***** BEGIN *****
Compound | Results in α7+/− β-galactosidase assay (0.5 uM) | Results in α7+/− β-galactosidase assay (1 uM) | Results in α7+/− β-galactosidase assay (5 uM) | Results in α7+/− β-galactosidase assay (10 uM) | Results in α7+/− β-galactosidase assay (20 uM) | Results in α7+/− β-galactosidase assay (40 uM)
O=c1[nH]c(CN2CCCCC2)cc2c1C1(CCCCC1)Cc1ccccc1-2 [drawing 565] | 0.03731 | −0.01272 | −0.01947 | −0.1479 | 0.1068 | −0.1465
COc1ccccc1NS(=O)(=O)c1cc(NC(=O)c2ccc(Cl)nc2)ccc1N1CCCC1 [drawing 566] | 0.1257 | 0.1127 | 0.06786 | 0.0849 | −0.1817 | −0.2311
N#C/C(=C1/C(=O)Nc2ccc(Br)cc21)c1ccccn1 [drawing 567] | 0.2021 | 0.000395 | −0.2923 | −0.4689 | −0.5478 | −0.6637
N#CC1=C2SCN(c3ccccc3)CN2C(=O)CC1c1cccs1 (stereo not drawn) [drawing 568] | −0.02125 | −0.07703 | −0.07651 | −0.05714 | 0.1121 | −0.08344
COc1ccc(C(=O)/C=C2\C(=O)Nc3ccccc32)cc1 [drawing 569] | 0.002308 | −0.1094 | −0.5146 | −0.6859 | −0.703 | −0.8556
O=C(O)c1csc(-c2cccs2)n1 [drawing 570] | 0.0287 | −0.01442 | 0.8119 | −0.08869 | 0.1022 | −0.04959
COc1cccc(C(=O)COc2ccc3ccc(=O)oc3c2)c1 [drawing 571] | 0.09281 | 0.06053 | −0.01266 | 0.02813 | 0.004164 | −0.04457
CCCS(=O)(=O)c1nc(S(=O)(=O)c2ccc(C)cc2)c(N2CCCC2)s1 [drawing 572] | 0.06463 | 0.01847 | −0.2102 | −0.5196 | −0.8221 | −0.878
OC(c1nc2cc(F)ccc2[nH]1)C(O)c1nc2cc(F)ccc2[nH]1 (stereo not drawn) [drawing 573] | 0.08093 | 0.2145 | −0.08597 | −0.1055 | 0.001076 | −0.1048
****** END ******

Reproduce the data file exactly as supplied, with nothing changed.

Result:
Compound | Results in α7+/− β-galactosidase assay (0.5 uM) | Results in α7+/− β-galactosidase assay (1 uM) | Results in α7+/− β-galactosidase assay (5 uM) | Results in α7+/− β-galactosidase assay (10 uM) | Results in α7+/− β-galactosidase assay (20 uM) | Results in α7+/− β-galactosidase assay (40 uM)
O=c1[nH]c(CN2CCCCC2)cc2c1C1(CCCCC1)Cc1ccccc1-2 [drawing 565] | 0.03731 | −0.01272 | −0.01947 | −0.1479 | 0.1068 | −0.1465
COc1ccccc1NS(=O)(=O)c1cc(NC(=O)c2ccc(Cl)nc2)ccc1N1CCCC1 [drawing 566] | 0.1257 | 0.1127 | 0.06786 | 0.0849 | −0.1817 | −0.2311
N#C/C(=C1/C(=O)Nc2ccc(Br)cc21)c1ccccn1 [drawing 567] | 0.2021 | 0.000395 | −0.2923 | −0.4689 | −0.5478 | −0.6637
N#CC1=C2SCN(c3ccccc3)CN2C(=O)CC1c1cccs1 (stereo not drawn) [drawing 568] | −0.02125 | −0.07703 | −0.07651 | −0.05714 | 0.1121 | −0.08344
COc1ccc(C(=O)/C=C2\C(=O)Nc3ccccc32)cc1 [drawing 569] | 0.002308 | −0.1094 | −0.5146 | −0.6859 | −0.703 | −0.8556
O=C(O)c1csc(-c2cccs2)n1 [drawing 570] | 0.0287 | −0.01442 | 0.8119 | −0.08869 | 0.1022 | −0.04959
COc1cccc(C(=O)COc2ccc3ccc(=O)oc3c2)c1 [drawing 571] | 0.09281 | 0.06053 | −0.01266 | 0.02813 | 0.004164 | −0.04457
CCCS(=O)(=O)c1nc(S(=O)(=O)c2ccc(C)cc2)c(N2CCCC2)s1 [drawing 572] | 0.06463 | 0.01847 | −0.2102 | −0.5196 | −0.8221 | −0.878
OC(c1nc2cc(F)ccc2[nH]1)C(O)c1nc2cc(F)ccc2[nH]1 (stereo not drawn) [drawing 573] | 0.08093 | 0.2145 | −0.08597 | −0.1055 | 0.001076 | −0.1048